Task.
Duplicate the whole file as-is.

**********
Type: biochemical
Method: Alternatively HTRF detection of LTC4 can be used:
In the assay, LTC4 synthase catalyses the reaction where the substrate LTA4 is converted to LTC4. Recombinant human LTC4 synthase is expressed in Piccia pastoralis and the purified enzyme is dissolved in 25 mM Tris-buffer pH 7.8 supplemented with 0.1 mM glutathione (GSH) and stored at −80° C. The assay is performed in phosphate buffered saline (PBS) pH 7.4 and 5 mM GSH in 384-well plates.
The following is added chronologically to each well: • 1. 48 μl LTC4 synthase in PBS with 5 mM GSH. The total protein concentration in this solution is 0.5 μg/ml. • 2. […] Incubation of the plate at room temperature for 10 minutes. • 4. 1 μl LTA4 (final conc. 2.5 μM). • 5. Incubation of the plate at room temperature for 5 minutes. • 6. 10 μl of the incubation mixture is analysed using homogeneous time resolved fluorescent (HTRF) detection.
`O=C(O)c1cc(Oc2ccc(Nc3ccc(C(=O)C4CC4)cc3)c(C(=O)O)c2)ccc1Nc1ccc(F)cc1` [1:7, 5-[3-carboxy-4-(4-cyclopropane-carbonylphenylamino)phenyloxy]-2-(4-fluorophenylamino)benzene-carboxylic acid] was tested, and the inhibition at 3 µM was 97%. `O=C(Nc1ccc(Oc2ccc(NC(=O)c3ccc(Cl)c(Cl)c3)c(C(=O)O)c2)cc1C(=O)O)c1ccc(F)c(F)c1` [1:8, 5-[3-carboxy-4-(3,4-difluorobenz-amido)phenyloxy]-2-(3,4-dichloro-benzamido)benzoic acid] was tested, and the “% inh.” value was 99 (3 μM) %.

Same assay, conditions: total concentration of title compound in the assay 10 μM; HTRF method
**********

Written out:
Type: biochemical
Method: Alternatively HTRF detection of LTC4 can be used:
In the assay, LTC4 synthase catalyses the reaction where the substrate LTA4 is converted to LTC4. Recombinant human LTC4 synthase is expressed in Piccia pastoralis and the purified enzyme is dissolved in 25 mM Tris-buffer pH 7.8 supplemented with 0.1 mM glutathione (GSH) and stored at −80° C. The assay is performed in phosphate buffered saline (PBS) pH 7.4 and 5 mM GSH in 384-well plates.
The following is added chronologically to each well: • 1. 48 μl LTC4 synthase in PBS with 5 mM GSH. The total protein concentration in this solution is 0.5 μg/ml. • 2. […] Incubation of the plate at room temperature for 10 minutes. • 4. 1 μl LTA4 (final conc. 2.5 μM). • 5. Incubation of the plate at room temperature for 5 minutes. • 6. 10 μl of the incubation mixture is analysed using homogeneous time resolved fluorescent (HTRF) detection.
`O=C(O)c1cc(Oc2ccc(Nc3ccc(C(=O)C4CC4)cc3)c(C(=O)O)c2)ccc1Nc1ccc(F)cc1` [1:7, 5-[3-carboxy-4-(4-cyclopropane-carbonylphenylamino)phenyloxy]-2-(4-fluorophenylamino)benzene-carboxylic acid] was tested, and the inhibition at 3 µM was 97%. `O=C(Nc1ccc(Oc2ccc(NC(=O)c3ccc(Cl)c(Cl)c3)c(C(=O)O)c2)cc1C(=O)O)c1ccc(F)c(F)c1` [1:8, 5-[3-carboxy-4-(3,4-difluorobenz-amido)phenyloxy]-2-(3,4-dichloro-benzamido)benzoic acid] was tested, and the “% inh.” value was 99 (3 μM) %.

Same assay, conditions: total concentration of title compound in the assay 10 μM; HTRF method